Because they have been quiet for some time, it's easy to forget what an impact they had on the R&B and Pop scenes. Their first album,"A Jagged Era," hit No. 19 on the R&B/Hip-Hop Albums chart; their second album, "J.E. Heartbreak," yielded R&B/Hip-Hop Songs No. 1 hit "Let's Get Married" and No. 2 hit, "Promise." "Jagged Little Thrill" (2001) spawned the massive single "Where the Party at," featuring Nelly, that clinched the No. 3 spot on the Hot 100 chart.
Despite those achievements, Jagged Edge is striving to accomplish more. "There's still things we want to do," Brandon says. "You always want to be sure to make people understand that you're grateful and appreciative of success anytime you have it. But... we're so hungry just to get out here and see what new ground we can cover."
That new ground is explored on "The Remedy," which features a fresh crop of producers such as Gorilla Tech and well-known producers such as, Jim Jonsin (Beyoncé, Lil Wayne, Usher). The talent was brought in by Slip-N-Slide Records, the new label that Jagged Edge signed with in 2009 after moving on from Def Jam. The group embraced the "new energy" that the producers brought to the project.
"Nothing against Jermaine [Dupri], but we had done that for so long," Brian says. "We just welcomed the chance to see what else we could try."
Although the singers experimented this time around, they made sure to maintain a lot of their signature sound. They kept the cameos, which included spots by Rick Ross and Trina, to a minimum. "I think it's a good mixture of both, old and new," Brian says.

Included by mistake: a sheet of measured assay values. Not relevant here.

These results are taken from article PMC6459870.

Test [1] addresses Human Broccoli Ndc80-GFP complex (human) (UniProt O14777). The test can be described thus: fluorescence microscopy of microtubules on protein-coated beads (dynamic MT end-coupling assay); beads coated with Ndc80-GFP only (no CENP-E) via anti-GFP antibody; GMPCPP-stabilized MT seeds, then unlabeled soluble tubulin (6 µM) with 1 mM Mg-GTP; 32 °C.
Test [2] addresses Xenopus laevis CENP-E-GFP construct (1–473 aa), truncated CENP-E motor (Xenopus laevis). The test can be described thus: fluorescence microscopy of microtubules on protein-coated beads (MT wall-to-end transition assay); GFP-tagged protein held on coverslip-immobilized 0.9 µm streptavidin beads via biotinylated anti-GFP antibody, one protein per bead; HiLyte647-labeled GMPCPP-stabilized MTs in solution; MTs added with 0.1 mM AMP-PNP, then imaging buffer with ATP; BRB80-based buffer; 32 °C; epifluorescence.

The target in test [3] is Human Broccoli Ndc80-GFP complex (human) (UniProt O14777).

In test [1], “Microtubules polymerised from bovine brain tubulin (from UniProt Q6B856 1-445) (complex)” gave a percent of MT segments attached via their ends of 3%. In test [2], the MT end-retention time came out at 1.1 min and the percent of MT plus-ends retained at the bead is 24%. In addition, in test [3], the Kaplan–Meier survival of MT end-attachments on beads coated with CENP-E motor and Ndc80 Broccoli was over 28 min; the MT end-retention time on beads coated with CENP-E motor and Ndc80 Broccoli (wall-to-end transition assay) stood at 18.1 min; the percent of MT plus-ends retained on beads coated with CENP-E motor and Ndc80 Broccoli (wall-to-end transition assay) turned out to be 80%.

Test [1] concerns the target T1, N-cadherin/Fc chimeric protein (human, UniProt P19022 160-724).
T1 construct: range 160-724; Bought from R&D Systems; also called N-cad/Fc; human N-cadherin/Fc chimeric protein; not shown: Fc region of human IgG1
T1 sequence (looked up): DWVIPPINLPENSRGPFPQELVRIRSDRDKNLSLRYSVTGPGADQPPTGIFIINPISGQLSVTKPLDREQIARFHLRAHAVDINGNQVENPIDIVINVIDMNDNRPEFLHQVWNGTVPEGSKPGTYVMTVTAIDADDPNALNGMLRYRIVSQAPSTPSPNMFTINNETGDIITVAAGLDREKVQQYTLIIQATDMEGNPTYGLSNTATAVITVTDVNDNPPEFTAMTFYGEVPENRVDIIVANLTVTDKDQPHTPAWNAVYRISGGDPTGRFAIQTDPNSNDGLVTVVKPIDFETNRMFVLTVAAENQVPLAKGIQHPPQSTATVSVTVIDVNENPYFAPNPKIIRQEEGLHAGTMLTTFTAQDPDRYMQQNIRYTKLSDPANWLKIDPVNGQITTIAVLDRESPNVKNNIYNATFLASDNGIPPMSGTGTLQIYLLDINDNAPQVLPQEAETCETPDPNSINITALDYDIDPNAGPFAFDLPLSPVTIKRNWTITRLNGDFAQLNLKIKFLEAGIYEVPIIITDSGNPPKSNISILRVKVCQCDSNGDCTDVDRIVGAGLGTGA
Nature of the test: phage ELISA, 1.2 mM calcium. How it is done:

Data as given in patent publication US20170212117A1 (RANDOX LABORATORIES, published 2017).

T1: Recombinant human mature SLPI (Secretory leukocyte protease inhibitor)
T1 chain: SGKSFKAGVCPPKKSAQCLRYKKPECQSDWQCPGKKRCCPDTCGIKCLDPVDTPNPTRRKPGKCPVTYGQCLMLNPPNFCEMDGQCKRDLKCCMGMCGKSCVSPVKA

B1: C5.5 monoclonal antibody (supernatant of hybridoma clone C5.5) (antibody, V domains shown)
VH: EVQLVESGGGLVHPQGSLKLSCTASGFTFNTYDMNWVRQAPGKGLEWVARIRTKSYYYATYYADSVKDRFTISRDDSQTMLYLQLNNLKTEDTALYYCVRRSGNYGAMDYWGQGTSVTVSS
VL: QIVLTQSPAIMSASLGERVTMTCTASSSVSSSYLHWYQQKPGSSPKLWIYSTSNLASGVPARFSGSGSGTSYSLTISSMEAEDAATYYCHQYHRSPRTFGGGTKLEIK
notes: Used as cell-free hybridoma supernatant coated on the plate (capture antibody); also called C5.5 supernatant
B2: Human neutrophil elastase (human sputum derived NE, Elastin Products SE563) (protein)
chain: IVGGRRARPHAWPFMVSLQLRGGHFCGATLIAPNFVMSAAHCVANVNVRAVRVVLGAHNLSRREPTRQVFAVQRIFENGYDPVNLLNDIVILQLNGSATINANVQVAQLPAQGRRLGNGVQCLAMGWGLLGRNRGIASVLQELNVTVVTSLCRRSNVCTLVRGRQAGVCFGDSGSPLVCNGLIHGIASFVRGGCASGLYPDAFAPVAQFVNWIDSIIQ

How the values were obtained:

"The Remedy" marks Jagged Edge's return to an R&B scene that is lacking "feeling" and "heartfelt moments," according to Brian. "When I was a kid, it wasn't such a shortage of those. You can get your bump and grind music and your young stuff, but you still had the other side," he said.
So why were they gone for so long? Unlike the brief period between the "Jagged Edge" album (2006) and the "Baby Makin' Project" (2007) when the fellas took a break to spend time with loved ones, the hiatus prior to "The Remedy" was not initiated by them. "This actual break has been more contractual, business situations that need to be handled and dotting all the I's and crossing the T's," Brandon says. "I want the fans to know that any time when they can't reach us, it ain't us. It's politics, it's the powers that be," Brian adds.
They don't want the fans to think they've become "lazy" or tired of making music. In fact, if it were up to them, they'd release music every week. "I just want everyone to understand that. We love them and we're going to keep trying to get it to them," Brian says. "But just understand it aint easy."